LIVESTOCK-Feeder cattle up 1 pct, live cattle firm on demand

Thu Mar 9, 2017 9:15pm GMT
 

    By Michael Hirtzer
    CHICAGO, March 9 (Reuters) - U.S. feeder cattle futures
       gained 1 percent and live cattle futures        were
narrowly higher on Thursday amid rising demand for animals,
especially for grazing, traders and analysts said.
    Greening pastures in the Plains region boosted demand for
lighter-weight cattle to feed on grass, with beef packers 
aggressively buying slaughter-weight cattle earlier this week
amid big profit margins and high beef prices.
    Chicago Mercantile Exchange April feeder cattle futures
       settled 1.850 cents higher at 124.625 cents per pound,
highest in a week. More actively traded CME April live cattle
       finished 0.525 cent higher at 116.500 cents.
    Weakening prices for corn       also bolstered feeder
cattle, as cheaper feed reduces costs for fattening cattle.
Chicago Board of Trade corn       hit a roughly five-week low on
expectations for big harvests in South America.    
    "You start getting grass demand as well as feedlot demand,"
Tommy Beall, president of Beall Consulting Group Inc, said of
the gains in feeder cattle.
    Grazing cattle prices were as much as $5 per cwt higher at a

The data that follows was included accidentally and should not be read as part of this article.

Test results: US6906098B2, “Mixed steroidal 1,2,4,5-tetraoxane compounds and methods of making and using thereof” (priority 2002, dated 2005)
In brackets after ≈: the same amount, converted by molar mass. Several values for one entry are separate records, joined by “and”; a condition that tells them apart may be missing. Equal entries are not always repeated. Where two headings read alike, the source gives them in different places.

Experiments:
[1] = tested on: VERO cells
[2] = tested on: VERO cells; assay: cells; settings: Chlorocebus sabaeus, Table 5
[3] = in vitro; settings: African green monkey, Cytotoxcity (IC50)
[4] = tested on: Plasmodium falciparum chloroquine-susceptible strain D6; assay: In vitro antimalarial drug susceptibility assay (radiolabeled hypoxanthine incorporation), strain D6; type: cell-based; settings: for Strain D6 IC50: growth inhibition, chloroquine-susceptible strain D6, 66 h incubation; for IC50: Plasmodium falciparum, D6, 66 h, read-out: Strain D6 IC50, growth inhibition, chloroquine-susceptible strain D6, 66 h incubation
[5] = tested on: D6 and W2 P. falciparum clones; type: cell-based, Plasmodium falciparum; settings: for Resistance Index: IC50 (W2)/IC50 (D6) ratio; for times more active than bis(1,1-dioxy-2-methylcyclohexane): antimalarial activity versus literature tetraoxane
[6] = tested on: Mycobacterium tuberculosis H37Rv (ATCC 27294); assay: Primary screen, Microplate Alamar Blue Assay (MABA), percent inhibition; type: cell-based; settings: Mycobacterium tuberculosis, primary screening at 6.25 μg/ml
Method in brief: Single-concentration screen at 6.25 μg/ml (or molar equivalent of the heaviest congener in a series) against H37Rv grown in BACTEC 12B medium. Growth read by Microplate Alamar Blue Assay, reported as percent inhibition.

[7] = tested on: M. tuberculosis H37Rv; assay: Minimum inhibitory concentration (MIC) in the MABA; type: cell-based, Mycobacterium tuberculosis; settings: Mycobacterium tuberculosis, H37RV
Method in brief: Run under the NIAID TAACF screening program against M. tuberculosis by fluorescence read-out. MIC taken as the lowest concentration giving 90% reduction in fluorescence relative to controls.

cash auction in Dodge City, Kansas, according to the U.S.
Department of Agriculture on Wednesday. "Trade moderate, demand
moderate, very good for cattle suited for a grazing," USDA said.
    Fast-moving wildfires have burned nearly 2 million acres in
Texas, Oklahoma and Kansas, killed six people and left thousands
of cattle dead, officials said. However, the fires had minimal
impact on livestock futures, traders said. There are nearly 94
million cattle in the United States, according to USDA.
    CME lean hog futures        were lower, pressured by
technical selling and long liquidation following gains on
Tuesday and Wednesday. CME April hog futures        settled
0.350 cent lower at 68.075 cents per pound.
    After the close of trading, USDA said hogs in the top market
of Iowa and southern Minnesota were 85 cents lower at $67.76 per
cwt.         
    

 (Reporting by Michael Hirtzer in Chicago; Editing by Dan
Grebler)
  
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